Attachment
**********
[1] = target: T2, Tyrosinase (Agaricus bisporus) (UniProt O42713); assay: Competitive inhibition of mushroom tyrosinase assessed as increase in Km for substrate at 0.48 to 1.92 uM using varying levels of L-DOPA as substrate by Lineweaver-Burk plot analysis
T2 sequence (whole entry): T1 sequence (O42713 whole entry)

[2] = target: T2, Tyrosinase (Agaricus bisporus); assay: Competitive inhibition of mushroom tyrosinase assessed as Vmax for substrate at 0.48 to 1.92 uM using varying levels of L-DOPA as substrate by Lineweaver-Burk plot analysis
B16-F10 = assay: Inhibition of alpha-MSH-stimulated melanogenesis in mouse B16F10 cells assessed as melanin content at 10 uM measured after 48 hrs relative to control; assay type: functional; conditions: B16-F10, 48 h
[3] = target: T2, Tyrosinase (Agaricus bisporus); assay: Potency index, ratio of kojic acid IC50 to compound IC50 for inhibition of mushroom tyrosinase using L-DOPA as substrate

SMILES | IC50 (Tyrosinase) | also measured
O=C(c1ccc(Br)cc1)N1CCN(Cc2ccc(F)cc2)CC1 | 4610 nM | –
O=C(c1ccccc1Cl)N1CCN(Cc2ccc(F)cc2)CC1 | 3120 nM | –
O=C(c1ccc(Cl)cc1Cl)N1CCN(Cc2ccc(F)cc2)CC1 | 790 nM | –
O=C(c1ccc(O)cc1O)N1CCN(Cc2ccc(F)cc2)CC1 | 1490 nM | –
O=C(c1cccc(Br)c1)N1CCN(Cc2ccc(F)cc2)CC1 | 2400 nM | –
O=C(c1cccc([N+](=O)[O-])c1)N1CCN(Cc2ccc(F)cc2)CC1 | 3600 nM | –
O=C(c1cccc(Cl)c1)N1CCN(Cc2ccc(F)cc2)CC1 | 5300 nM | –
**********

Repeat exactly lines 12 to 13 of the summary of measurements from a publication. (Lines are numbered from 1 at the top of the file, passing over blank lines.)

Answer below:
O=C(c1cccc([N+](=O)[O-])c1)N1CCN(Cc2ccc(F)cc2)CC1 | 3600 nM | –
O=C(c1cccc(Cl)c1)N1CCN(Cc2ccc(F)cc2)CC1 | 5300 nM | –